UK - Over half of the companies in the UK will see a reduction in their balance sheet assets as a result of FRS17, according to William M Mercer.
Mercer, analysing the effect of FRS17 on companies and their balance sheets, found that 43% of firms will see their 2001 assets fall by up to 20%. More worryingly, Mercer found that 9% of firms will experience a fall of 20% or more. The figures are modelled using data from a sample of the top 500 UK listed companies.
A year ago, FRS 17 would have produced a healthier balance sheet for the majority of companies in spite of a year of falling markets. But the situation is different now - pension fund assets fell again by an average of 10% in 2001, explained Tim Keogh, European partner at Mercer.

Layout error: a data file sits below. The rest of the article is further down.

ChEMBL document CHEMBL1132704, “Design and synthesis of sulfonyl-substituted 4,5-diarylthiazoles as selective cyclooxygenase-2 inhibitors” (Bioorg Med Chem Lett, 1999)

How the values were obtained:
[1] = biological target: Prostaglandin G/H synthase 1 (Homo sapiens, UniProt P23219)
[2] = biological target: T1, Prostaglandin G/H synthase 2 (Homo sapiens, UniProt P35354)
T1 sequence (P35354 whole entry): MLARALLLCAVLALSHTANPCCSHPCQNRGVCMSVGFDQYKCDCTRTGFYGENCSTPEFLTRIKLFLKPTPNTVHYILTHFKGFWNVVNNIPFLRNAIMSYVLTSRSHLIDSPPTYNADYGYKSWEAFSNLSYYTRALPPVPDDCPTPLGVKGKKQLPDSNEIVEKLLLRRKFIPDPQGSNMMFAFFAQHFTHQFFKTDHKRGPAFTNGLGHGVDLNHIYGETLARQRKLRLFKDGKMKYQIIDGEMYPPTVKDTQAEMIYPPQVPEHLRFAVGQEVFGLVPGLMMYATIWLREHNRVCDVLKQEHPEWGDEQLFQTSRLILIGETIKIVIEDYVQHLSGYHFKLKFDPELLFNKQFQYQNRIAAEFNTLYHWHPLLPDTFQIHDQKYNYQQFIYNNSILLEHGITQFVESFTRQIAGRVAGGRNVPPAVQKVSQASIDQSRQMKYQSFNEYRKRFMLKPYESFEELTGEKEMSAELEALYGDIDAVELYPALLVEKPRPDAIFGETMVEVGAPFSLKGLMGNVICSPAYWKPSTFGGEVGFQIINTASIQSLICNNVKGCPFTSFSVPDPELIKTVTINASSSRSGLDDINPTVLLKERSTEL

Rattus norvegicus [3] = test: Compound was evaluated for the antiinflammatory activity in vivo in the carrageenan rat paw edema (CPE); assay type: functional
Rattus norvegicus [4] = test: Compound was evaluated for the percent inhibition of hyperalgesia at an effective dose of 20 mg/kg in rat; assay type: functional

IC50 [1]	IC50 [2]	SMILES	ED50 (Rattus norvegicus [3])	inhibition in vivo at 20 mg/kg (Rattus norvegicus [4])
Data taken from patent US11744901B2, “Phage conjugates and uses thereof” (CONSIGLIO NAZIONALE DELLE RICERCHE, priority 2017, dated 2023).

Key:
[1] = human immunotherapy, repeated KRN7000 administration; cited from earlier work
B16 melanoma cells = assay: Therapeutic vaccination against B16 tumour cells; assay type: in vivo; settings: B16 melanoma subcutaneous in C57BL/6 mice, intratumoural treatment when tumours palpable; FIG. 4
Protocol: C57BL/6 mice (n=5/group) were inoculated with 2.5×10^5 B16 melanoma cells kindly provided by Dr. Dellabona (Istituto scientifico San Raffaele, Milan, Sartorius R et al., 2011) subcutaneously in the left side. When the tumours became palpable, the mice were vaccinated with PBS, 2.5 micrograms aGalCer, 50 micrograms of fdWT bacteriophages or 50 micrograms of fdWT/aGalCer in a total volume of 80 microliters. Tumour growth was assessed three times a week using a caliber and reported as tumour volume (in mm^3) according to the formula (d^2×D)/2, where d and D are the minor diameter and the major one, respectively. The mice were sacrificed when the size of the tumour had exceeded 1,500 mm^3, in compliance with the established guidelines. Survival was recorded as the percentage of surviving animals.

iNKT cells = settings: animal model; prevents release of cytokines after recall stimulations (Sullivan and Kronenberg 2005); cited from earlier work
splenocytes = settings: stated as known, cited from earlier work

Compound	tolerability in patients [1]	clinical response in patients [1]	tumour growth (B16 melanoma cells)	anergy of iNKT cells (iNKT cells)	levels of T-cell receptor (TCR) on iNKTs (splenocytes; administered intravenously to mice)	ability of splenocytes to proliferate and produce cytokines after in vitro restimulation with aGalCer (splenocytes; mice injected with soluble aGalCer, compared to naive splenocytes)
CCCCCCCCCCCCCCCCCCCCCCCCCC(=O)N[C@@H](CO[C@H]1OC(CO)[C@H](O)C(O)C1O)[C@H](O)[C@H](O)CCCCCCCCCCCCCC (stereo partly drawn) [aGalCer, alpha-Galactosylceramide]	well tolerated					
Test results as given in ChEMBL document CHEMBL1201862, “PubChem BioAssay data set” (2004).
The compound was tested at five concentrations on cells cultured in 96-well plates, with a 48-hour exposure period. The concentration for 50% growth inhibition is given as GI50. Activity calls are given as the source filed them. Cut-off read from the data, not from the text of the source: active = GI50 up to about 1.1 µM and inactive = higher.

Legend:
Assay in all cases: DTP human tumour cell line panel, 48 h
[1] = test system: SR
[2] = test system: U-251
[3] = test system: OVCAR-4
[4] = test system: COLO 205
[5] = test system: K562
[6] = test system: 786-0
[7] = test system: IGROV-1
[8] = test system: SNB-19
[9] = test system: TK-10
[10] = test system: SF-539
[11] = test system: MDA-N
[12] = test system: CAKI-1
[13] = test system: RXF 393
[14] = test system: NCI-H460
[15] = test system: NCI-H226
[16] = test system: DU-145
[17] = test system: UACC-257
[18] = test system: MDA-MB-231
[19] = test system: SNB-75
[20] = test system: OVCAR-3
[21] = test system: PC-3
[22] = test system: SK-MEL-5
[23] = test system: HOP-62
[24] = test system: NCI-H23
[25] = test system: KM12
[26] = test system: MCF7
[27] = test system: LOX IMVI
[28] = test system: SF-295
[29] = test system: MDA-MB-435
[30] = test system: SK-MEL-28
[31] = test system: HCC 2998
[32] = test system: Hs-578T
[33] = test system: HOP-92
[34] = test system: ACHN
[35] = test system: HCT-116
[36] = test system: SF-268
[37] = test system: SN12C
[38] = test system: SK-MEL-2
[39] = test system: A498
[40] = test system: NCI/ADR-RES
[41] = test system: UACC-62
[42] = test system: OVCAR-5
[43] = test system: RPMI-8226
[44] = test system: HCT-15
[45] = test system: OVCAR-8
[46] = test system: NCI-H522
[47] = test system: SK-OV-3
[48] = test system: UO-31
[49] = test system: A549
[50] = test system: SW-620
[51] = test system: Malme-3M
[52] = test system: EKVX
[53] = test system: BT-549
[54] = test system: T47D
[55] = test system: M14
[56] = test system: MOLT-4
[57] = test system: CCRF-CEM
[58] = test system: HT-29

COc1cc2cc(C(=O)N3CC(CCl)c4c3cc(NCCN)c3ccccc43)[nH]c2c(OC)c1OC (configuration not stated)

Perversely, Mercer found that FRS17 proved to be beneficial when applied to FY2000 corporate balance sheets. Just under a quarter of the firms surveyed were found to have had weaker balance sheets as a result of FRS17. The vast majority found that their results were strengthened by up to 20%.
Mercer claims that the worst affected firms will be those that are “more like a pension fund with a company attached”, rather than a company with a retirement scheme. The survey found that 28% of the firms surveyed had a pension fund worth more than the firm’s net assets.
By Geoffrey Ho
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